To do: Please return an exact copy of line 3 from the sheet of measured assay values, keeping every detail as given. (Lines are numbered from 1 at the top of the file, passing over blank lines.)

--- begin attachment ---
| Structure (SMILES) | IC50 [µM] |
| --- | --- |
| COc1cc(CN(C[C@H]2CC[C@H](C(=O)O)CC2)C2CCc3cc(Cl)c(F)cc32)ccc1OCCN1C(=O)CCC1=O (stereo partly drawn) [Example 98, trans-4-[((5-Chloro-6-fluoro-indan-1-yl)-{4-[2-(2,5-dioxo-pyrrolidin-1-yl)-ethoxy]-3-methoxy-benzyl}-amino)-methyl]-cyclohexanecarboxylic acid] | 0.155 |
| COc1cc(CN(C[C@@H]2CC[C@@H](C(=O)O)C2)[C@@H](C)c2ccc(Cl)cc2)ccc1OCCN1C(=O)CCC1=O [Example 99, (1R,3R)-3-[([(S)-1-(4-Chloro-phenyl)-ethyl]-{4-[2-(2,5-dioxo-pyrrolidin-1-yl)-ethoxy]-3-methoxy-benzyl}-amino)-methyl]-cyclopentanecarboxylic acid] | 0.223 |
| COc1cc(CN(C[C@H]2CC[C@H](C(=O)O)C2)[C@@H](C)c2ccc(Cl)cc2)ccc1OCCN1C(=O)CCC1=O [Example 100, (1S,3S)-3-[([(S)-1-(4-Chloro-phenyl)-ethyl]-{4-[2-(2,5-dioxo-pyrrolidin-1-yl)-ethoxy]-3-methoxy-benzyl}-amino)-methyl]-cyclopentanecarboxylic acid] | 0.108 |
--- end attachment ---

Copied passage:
| COc1cc(CN(C[C@H]2CC[C@H](C(=O)O)CC2)C2CCc3cc(Cl)c(F)cc32)ccc1OCCN1C(=O)CCC1=O (stereo partly drawn) [Example 98, trans-4-[((5-Chloro-6-fluoro-indan-1-yl)-{4-[2-(2,5-dioxo-pyrrolidin-1-yl)-ethoxy]-3-methoxy-benzyl}-amino)-methyl]-cyclohexanecarboxylic acid] | 0.155 |